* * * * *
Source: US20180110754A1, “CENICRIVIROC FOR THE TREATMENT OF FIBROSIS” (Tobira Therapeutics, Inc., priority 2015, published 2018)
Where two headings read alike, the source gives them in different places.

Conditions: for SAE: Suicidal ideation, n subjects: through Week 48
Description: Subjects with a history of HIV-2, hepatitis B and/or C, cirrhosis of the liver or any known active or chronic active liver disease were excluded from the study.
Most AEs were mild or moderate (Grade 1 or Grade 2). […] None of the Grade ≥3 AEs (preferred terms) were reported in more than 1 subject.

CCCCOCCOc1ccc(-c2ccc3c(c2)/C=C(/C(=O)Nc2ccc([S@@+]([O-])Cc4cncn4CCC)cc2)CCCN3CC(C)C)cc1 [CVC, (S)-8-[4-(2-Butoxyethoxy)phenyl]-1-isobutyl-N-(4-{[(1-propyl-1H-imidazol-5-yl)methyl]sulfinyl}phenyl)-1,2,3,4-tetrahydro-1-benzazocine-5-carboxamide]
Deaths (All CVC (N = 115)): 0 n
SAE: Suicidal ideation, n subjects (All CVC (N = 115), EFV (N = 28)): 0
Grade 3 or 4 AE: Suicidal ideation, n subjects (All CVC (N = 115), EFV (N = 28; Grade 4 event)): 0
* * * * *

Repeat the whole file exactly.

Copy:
Source: US20180110754A1, “CENICRIVIROC FOR THE TREATMENT OF FIBROSIS” (Tobira Therapeutics, Inc., priority 2015, published 2018)
Where two headings read alike, the source gives them in different places.

Conditions: for SAE: Suicidal ideation, n subjects: through Week 48
Description: Subjects with a history of HIV-2, hepatitis B and/or C, cirrhosis of the liver or any known active or chronic active liver disease were excluded from the study.
Most AEs were mild or moderate (Grade 1 or Grade 2). […] None of the Grade ≥3 AEs (preferred terms) were reported in more than 1 subject.

CCCCOCCOc1ccc(-c2ccc3c(c2)/C=C(/C(=O)Nc2ccc([S@@+]([O-])Cc4cncn4CCC)cc2)CCCN3CC(C)C)cc1 [CVC, (S)-8-[4-(2-Butoxyethoxy)phenyl]-1-isobutyl-N-(4-{[(1-propyl-1H-imidazol-5-yl)methyl]sulfinyl}phenyl)-1,2,3,4-tetrahydro-1-benzazocine-5-carboxamide]
Deaths (All CVC (N = 115)): 0 n
SAE: Suicidal ideation, n subjects (All CVC (N = 115), EFV (N = 28)): 0
Grade 3 or 4 AE: Suicidal ideation, n subjects (All CVC (N = 115), EFV (N = 28; Grade 4 event)): 0